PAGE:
The University Scholars Programme (USP) offers an “USP Experience” to a few selected students who eventually matriculate with the NUS Yong Loo Lin School of Medicine. To help these students manage both USP and Medicine programmes, they read fewer USP modules, but are expected to stay in the USP residential college (Cinnamon College) and be actively involved in the college and out-of-classroom activities over the course of about two years. We ask Caitlin O'Hara (Medicine + USP, Class of 2022) about her “USP Experience”. Here is what she says!

 Caitlin featured


Being in USP and Medicine has been wonderful! It definitely has come with its fair share of clashing schedules and late nights, and it would be a lie to say that I never once regretted the decision of taking up USP while pursuing my medical studies. I worried over if I was spending too much time on either of these (which could have been solved by not trying to juggle them), or heading back to my college room to edit a 3,600-word USP essay instead of celebrating after my Medicine finals. All said and done, as I near the end of my time with USP, I can very confidently say it has been worth it. I will definitely be back to the college, to give back after all it has left me with, and to spend time with USP friends who have seen me through most of these two years of growth.

In my first semester, I took a Writing and Critical Thinking (WCT) module called Technologies of Home by A/P Barbara Ryan. Needless to say, Prof’s dedication and skilful teaching made me more deliberate with how I write and communicate – making sure I was using terms that my reader could understand, being careful not to leave any claims unqualified, and ensuring that what I wanted to convey was done so in the best way possible (we did this by drafting and re-drafting; it was an arduous process, but it proved to be very worth it). We were taught to recognise how our reading of new texts was being shaped by previous ones, and to distinguish facts from claims in other’s writing. Bringing these skills out of the WCT classroom, I have been more aware of the biases I have and where they stem from; I am better able to appreciate other’s opinions (and how they are not in themselves hard truths), but know I am equally entitled to justify my own views. Medicine may be full of hard facts about the human body, but different doctors still handle the same patient differently based on what they have seen in the past, and what they believe is best. There are seldom direct tie-ins between happenings in USP and my major, but each of them has shaped me to be clearer about how I approach medicine and everything else around me (which is so much more than my major and job will ever be).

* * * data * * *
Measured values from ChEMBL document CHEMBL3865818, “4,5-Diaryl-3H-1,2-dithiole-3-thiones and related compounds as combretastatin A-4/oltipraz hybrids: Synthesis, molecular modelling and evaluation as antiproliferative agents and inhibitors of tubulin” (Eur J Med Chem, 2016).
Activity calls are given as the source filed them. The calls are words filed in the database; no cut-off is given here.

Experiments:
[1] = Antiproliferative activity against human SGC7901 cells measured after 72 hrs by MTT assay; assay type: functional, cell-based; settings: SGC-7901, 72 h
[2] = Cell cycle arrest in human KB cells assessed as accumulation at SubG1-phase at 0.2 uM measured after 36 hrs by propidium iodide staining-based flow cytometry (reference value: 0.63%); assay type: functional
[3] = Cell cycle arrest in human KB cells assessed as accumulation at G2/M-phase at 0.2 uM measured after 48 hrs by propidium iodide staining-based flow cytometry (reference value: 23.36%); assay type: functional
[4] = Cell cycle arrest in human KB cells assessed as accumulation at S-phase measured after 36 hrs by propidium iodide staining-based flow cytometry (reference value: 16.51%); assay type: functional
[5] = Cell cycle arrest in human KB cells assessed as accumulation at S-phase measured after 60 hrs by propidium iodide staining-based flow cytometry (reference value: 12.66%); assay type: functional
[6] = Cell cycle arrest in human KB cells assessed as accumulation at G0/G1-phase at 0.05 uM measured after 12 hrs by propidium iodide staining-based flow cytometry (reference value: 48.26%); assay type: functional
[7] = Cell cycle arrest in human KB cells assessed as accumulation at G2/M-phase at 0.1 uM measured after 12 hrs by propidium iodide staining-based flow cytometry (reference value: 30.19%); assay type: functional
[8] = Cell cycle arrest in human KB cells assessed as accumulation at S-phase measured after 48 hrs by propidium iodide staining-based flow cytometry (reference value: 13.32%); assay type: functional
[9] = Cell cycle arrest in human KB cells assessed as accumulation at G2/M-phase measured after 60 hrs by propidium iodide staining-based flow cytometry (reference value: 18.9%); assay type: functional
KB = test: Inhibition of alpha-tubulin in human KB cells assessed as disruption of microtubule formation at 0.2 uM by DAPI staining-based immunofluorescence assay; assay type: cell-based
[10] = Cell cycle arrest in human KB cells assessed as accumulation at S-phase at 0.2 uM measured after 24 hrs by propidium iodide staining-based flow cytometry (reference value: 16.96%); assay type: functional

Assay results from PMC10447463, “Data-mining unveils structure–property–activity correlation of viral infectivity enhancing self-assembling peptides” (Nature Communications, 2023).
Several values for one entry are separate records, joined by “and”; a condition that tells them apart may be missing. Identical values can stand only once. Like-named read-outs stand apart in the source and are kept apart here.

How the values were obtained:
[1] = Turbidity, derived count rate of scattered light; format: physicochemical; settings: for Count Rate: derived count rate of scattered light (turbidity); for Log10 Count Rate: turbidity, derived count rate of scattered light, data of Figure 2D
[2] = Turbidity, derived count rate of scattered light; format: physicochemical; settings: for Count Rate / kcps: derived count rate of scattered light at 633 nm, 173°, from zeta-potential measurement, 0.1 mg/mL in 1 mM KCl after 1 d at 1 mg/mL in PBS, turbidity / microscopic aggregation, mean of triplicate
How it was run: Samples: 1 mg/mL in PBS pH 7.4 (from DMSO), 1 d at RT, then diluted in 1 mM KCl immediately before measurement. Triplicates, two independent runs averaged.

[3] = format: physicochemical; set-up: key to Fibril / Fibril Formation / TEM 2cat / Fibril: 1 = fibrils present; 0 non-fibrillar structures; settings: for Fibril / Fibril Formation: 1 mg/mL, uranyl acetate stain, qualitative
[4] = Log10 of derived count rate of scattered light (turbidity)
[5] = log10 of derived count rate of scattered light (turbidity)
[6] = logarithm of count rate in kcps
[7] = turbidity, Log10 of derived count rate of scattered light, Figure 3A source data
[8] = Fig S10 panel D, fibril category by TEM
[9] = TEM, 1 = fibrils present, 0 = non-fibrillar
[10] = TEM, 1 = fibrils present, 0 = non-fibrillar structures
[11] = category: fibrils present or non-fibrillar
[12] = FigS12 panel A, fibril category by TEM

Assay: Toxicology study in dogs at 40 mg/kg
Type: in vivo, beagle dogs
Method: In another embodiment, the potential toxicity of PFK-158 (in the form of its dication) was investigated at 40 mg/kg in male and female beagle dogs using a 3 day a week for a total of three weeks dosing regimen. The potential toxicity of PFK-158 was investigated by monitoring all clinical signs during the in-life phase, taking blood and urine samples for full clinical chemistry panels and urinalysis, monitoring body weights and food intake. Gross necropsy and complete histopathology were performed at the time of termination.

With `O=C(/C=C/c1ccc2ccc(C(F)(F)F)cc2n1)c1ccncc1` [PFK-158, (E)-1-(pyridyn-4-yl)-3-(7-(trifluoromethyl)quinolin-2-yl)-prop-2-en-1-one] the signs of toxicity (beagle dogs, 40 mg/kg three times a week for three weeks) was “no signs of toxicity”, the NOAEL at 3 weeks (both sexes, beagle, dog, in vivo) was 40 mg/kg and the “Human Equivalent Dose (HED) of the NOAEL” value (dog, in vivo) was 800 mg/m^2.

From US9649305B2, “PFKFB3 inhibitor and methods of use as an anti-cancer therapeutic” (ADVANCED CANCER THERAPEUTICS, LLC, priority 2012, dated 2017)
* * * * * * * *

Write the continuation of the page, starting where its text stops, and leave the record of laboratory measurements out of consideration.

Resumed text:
You sometimes wonder if people are exaggerating when they say you have really meaningful conversations here in USP, but truly, you do. I’ve had the most honest talks with my friends here on all sorts of issues; we aren’t afraid to disagree or to be disagreed with, or to be told that we should consider looking at something differently because of certain biases we may have. What’s been lovely is that these friends are the same ones I see in the morning when I just woke up, whom I have gone for stress-relief/procrastination walks around UTown with, and who have been around on some of the toughest nights. There are also the personable professors who push you to question and improve not just the things around you, but yourself. The people here have been the highlights of my USP experience, for they have made USP such a comfortable and enriching space.

USP is an amazing complement to studying medicine. Humbling and rewarding as it is to study the intricacies of the body and diseases in the School of Medicine, you may lose sight of other interconnecting, broader issues that surrounds illness and healthcare. USP has shown me how much more there is around me, through its modules which challenge me to think differently, and through its people who are not only diverse, but very driven. Those considering USP and Medicine should be ready to make sacrifices, like attending evening seminars after full days of lectures and lab work, or forgoing outings to work on non-medical assignments. But if you are willing to make these sacrifices to be exposed to more than what Medicine has to offer, USP may be the place for you, like it is for me.